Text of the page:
7. Intake (initial advising) meeting with faculty or staff advisor
  8. Basic Skills test (ACT + Writing, or SAT) completed (passing scores not required for admission to the program)
  9. Registration/completion of 0-credit Lab course, GED 7801 - Intro to Advanced Teacher Thinking

Admission to Student Teaching

Application for admission to student teaching must be made at the beginning of the term preceding student teaching. Students should complete the application process during a student teaching intake meeting as scheduled by the department and the School of Education’s Office of Clinical Experience. Completing coursework does not guarantee licensure or program completion. Students must meet all of the outlined criteria specified in the bulletin and program handbook, as well as receive approval from the teacher education faculty, to progress into the student teaching semester.

Applicants must satisfy the following criteria to student teach:

  1. Formal admission to the Teacher Education Department (you will receive a letter from the department chair or authorized designee)
  2. Senior standing at the time of student teaching
  3. Recommendation from the faculty of the student’s major department
  4. Recommendation from the teacher education faculty
  5. Completion of content-major coursework (CLA/HSB)
  6. Completion of licensure coursework (HSE)
  7. Primary major GPA and licensure coursework GPA are both at 3.0 or above
  8. Coursework for licensure must have a grade of a B- or higher
  9. Demonstrate readiness to student teach by meeting all SEPBTs (MN Standards of Effective Practice for Beginning Teachers)
  10. If world language license is sought, a minimum score of Advanced Low on ACTFL Oral Proficiency Interview (OPI) must be attained

Students who do not meet academic GPA or letter-grade standards may have options to request exceptions to academic policies, but must initiate conversations early with their faculty advisors to learn about deadlines and procedures for submitting academic petitions.

A student whose application for student teaching is denied may either reapply when all criteria are satisfactorily met or petition the Office of Clinical Experience to reconsider the decision.

Grade Policy

The cumulative GPA for all education coursework (EDU and GED) must be 3.0 or above. The cumulative GPA for content area coursework (life science, math, Spanish, etc.) must be 3.0 or above. Grades in GED courses must be B- or better to count toward the licensure program. Exceptions to the grading policy will be considered on a case by case basis.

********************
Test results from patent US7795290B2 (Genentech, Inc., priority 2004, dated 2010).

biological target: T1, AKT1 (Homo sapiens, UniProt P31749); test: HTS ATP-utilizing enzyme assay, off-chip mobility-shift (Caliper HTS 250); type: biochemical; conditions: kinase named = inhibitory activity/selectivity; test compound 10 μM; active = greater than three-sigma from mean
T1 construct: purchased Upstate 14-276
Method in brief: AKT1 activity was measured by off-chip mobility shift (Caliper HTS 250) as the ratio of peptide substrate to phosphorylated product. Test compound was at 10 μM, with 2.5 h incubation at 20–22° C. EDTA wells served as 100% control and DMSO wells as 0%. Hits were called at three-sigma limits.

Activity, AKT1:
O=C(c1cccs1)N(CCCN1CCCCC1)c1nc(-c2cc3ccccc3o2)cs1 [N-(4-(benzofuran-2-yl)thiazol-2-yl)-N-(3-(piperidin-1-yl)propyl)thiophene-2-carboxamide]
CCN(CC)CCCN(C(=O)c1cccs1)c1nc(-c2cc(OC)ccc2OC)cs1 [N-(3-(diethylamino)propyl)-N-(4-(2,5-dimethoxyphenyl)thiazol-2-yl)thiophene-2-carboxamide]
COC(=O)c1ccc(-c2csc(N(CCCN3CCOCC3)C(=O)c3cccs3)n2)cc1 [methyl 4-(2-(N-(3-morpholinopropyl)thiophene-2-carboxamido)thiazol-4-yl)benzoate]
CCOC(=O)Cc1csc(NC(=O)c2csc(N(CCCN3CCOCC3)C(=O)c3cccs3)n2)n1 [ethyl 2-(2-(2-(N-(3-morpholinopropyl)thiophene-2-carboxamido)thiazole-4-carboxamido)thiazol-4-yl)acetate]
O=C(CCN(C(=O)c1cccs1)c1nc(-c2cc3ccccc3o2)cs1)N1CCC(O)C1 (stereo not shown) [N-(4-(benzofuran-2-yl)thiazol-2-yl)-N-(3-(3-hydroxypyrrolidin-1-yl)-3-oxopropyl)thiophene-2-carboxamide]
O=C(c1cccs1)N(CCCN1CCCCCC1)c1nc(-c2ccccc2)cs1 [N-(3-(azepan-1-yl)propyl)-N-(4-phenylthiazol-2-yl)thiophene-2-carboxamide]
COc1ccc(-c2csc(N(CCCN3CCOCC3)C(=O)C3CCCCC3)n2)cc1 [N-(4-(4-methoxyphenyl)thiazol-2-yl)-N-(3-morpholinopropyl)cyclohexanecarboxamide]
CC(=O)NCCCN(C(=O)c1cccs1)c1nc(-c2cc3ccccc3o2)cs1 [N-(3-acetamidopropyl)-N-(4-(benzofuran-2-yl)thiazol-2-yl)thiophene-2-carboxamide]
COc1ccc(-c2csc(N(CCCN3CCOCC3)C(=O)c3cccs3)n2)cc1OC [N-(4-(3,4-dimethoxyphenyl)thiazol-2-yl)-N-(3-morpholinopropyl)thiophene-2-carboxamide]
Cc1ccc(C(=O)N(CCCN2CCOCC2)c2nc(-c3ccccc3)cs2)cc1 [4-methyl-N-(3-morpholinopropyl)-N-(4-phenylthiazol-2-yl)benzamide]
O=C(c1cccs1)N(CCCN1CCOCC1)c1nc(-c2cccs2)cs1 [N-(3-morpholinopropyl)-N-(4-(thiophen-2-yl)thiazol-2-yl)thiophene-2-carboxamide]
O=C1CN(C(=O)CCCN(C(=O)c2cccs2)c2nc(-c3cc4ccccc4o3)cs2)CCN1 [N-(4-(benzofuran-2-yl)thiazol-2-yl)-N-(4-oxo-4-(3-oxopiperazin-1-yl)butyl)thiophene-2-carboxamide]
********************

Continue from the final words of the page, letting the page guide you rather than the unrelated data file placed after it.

State of Minnesota Licensure Examination Requirements

All candidates for licensure must successfully complete the Basic Skills Exam required by Minnesota’s Professional Educator Licensing and Standards Board. Visit the MTLE website (http://www.mtle.nesinc.com/) for further information on testing requirements. Completion of the Basic Skills exam is required before formal admission into the Teacher Education program is granted. Taking the exam during or before the sophomore year ensures the opportunity to retake some or all of the exam before applying for a license.

All candidates applying for a first-time Minnesota teaching license must also complete the appropriate content and pedagogy MTLEs. Information regarding registration procedures, fees, and exam dates may be obtained from a faculty advisor or staff member in the teacher education program, or from the MTLE website. No one may be licensed in the state of Minnesota without passing the appropriate exams.

The cost of MTLE exams may be covered by financial aid. For questions, please contact the Financial Aid Department at 651.523.2000.

Faculty

Letitia Basford, associate professor. BA 1995, University of Minnesota; MA 2000, San Francisco State University; PhD 2008, University of Minnesota.

Michelle Benegas, assistant professor. BA 2000, University of Saint Thomas; MA 2003, Hamline University.

James Brickwedde, assistant professor. BA 1977, State Universities of New York-Buffalo; MSE 1993, University of Wisconsin-River Falls; PhD 2011, University of Minnesota.

Jennifer Carlson, associate professor. BS 1991, Winona State University; MS 1998, Minnesota State University-Mankato; PhD 2001, University of Wisconsin-Madison.

Jeff Fink, lecturer. BS 1976, University of Minnesota; MA 1984, University of Saint Thomas.

Sarah Hick, associate professor. BA 1992, Grinnell College; MES 1996, Yale University; PhD 2008, University of Minnesota.

Kim Koeppen, professor. BA 1984, Iowa State University; MSE 1991, Northern Illinois University; PhD 1996, The University of Iowa.

Joe Lewis, associate professor. BA 1989, Grinnell College; MA 1999, University of Wisconsin-Milwaukee; EdD 2006, Columbia University Teachers College.

Bill Lindquist, associate professor and School of Education chair. BA 1976, Augsburg College; MA 1993, University of Saint Thomas; PhD 2001, University of Minnesota.

Rebecca Neal, associate professor. BS 1993, Hampton University; MEd 1994, College of William and Mary; PhD 2014, Arizona State University.

Deb Sheffer, assistant professor. BA 1977, Gustavus Adolphus College; MA 1998, Hamline University; EdD 2011, Hamline University.

Maggie Struck, assistant professor. BA 2000, University of St. Thomas; MA 2012, PhD Candidate, University of Minnesota.

 

Programs

    MajorMinorTeacher Licensure and Pathway to the Master of Arts in TeachingCertificate